When there was more space in the length, porticoes were built on the short sides.
The old construction of the basilica with an apse was well suited to the service of the altar.
A transept extending more or less towards both sides was often placed between the nave and the apse both to serve practical needs and on account of its symbolism.
The form of the basilica of the early Christian church corresponds so exactly to the shape of the basilica of the Forum or of the house that it does not seem necessary to seek another model, as for instance, the atrium or the cemetery cells.
The dark, narrow temple was entirely unsuited for the holding of the Christian church services.
One of the long sides of the parallelogram spread out into an apse where legal cases were tried, but it was separated by the width of the ambulatory from the space for merchants (the ancient exchange).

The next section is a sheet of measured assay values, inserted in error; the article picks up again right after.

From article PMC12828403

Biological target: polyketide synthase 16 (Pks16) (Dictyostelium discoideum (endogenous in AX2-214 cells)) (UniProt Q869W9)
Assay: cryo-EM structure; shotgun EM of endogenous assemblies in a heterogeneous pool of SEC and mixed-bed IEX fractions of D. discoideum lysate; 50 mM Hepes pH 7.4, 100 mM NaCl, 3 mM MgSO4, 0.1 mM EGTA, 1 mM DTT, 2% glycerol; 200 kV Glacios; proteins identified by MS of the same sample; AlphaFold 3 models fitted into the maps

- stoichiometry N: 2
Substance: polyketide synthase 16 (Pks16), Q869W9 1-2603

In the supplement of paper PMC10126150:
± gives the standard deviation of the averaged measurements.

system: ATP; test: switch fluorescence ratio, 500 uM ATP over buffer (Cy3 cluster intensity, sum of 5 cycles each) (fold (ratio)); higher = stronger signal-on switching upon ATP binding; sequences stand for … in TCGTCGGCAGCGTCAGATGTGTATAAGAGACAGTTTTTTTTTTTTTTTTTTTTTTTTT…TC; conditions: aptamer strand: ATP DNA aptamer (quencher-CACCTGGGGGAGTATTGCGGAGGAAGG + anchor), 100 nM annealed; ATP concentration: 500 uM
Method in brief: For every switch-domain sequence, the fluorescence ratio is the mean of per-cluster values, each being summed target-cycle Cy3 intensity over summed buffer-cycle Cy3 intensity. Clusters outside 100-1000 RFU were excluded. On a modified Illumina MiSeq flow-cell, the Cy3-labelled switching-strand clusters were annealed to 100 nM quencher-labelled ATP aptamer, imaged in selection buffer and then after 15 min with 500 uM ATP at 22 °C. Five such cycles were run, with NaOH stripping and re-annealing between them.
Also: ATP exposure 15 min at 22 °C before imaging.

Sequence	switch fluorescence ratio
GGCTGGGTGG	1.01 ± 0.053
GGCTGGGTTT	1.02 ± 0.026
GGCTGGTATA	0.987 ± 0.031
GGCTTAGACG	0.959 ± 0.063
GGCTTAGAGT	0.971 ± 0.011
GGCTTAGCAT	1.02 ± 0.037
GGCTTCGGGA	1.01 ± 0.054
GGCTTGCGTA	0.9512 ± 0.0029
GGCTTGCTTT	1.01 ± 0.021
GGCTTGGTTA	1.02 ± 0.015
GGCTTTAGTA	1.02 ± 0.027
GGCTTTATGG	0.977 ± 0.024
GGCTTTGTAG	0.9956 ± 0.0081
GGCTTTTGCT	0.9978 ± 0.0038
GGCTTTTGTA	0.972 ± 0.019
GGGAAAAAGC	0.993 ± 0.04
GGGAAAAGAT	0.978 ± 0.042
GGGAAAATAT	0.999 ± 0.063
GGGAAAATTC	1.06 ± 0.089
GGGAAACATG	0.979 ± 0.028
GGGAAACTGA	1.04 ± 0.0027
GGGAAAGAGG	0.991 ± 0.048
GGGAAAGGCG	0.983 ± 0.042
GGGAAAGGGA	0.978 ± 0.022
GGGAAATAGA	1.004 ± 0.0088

The same writer speaks (VI, viii or v) of half-public basilicas in the houses of distinguished statesmen which served as council-chambers and for the settlement of disputes by arbitration.Vitruvius compares these (VI, v or iii) with the Egyptian halls because the latter had also covered ambulatories around a middle space supported by columns and openings for light between columns above.These are the distinctive features of a basilica which we may venture to define as an oblong structure with columns, having an ambulatory of lower height, receiving light from above, and possessing a projecting addition designed to serve a particular purpose.They were open to the public and were well lighted.According to Vitruvius, who in this certainly agrees with Greek authorities, the usual construction of a basilica was the following: The ground plan was a parallelogram in which the width was not greater than one-half of the length and not less than one-third of it.The early Christian basilica showed a high, yet light construction, and was roomy and well lighted.